It was good for city taxpayers to hear that the Hickory Hills ski area isn’t losing money because of poor management.
But that may have been the only really good news from a report by a ski resort expert on what the city can do to stop the financial bleeding at Hickory Hills and establish a more secure future.
Consultant Adam Portz said the fact that Hickory Hills is losing “only” $80,000 a year is “awesome” compared to most small government-owned ski hills.
Obviously, that’s all relative — and small solace.
Awesome or not, $80,000 a year is more than the city would reasonably want to spend to underwrite Hickory Hills on a long-term basis.
While Portz had some ideas on how the city can create new revenue streams for the ski area, none of them are cheap or sure things.
His report calls for an improved or new lodge, wider ski runs and more cross country trails and summer activities to increase use and revenue.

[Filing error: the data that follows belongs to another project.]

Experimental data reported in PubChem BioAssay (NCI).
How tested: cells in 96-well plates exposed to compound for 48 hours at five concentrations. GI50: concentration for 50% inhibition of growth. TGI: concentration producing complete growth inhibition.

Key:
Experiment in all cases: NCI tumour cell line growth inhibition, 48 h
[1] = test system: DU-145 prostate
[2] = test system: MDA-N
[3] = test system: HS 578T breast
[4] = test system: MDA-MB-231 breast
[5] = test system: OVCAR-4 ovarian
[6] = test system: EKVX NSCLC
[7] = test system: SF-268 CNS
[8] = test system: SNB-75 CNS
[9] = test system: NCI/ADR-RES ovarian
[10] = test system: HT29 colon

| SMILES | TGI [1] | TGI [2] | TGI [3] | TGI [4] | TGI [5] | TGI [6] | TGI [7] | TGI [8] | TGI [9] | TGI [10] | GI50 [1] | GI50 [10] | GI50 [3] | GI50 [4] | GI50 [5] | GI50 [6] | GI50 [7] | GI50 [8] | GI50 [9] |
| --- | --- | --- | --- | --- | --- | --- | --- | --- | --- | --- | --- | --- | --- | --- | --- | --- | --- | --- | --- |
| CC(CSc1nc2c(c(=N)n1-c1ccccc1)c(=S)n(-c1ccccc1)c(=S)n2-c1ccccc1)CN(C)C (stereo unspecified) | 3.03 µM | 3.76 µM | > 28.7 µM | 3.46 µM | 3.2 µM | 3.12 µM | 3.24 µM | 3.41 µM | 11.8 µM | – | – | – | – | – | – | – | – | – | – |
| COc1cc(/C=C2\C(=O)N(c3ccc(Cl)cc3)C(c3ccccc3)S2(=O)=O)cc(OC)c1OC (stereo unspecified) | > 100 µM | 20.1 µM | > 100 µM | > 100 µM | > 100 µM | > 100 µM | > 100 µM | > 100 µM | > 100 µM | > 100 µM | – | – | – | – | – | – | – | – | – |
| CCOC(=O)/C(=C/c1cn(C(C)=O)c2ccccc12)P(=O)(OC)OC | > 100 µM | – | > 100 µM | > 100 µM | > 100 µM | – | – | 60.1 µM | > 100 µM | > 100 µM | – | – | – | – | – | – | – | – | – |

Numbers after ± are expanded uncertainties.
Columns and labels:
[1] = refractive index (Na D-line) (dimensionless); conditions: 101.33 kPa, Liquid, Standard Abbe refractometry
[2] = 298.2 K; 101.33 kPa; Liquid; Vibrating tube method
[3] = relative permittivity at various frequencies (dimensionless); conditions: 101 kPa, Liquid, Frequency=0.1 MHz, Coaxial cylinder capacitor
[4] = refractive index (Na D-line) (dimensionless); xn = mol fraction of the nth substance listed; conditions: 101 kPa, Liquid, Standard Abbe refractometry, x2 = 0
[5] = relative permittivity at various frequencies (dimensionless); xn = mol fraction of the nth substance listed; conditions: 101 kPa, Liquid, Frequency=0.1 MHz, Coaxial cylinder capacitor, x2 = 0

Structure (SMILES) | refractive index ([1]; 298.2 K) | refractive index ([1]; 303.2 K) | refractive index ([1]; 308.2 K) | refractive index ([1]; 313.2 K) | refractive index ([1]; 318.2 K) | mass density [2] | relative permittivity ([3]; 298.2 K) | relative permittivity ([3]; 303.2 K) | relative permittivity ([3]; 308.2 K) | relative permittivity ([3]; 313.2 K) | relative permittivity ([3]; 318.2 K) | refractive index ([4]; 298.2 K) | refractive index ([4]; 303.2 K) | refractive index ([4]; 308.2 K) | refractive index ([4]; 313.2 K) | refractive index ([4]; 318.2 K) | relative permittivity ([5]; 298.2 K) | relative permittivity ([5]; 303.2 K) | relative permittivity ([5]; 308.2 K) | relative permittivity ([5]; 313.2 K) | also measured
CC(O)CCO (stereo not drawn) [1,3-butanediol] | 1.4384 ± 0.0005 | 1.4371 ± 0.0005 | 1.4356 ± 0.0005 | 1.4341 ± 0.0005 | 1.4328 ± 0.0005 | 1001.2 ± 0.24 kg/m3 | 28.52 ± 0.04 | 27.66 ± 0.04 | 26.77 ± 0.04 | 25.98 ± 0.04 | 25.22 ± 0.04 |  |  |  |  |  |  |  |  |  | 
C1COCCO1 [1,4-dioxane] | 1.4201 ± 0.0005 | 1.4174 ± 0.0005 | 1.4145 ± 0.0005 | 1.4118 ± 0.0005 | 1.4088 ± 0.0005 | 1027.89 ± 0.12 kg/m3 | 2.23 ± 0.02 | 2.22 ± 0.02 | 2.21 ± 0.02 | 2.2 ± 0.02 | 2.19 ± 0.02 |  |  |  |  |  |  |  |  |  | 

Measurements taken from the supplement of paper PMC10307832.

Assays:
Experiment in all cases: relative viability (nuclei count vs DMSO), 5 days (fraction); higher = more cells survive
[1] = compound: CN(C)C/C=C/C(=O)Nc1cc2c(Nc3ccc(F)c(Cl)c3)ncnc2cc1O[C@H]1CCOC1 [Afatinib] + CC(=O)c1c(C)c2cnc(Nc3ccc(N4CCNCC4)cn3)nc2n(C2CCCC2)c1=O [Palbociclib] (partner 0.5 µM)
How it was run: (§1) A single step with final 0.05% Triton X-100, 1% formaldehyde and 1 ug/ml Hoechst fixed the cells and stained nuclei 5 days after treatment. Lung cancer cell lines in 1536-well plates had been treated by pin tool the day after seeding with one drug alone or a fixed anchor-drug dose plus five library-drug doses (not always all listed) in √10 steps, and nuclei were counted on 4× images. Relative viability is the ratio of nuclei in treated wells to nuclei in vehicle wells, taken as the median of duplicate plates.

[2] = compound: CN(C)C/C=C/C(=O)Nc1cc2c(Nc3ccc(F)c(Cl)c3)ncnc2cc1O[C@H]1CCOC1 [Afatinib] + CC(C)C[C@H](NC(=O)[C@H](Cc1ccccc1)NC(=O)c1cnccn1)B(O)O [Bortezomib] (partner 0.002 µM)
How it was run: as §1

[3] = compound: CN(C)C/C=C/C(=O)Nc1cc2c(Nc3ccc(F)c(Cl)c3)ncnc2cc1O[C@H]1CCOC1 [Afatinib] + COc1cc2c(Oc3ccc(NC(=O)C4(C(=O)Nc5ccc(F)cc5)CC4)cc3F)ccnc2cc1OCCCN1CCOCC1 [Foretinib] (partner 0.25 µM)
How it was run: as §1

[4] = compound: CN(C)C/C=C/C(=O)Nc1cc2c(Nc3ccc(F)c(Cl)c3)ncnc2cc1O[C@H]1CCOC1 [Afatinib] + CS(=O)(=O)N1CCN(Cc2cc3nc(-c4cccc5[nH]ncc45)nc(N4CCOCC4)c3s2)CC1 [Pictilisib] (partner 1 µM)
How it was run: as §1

The report said the existing lodge is too small, with limited food concessions and no apparel sales or ski rentals.
While clothing sales and rentals make up a lot of the income larger resorts depend on, selling apparel is likely not a winner. But ski and snowboard rentals could help bring in both revenue and new skiers, which is likely Hickory Hills’ ultimate salvation.
More users, particularly from surrounding communities (they pay a higher daily rate to ski than city residents) seems a must.
A master plan based on the report calls for an overall investment of $4.3 million to $5.3 million, including $1.4 million to $1.85 million for a new lodge.
But the plan also includes less-expensive improvements that, incrementally, could turn things around.
n Adding a sledding and tubing hill and an expanded terrain park to lure younger skiers and snowboarders;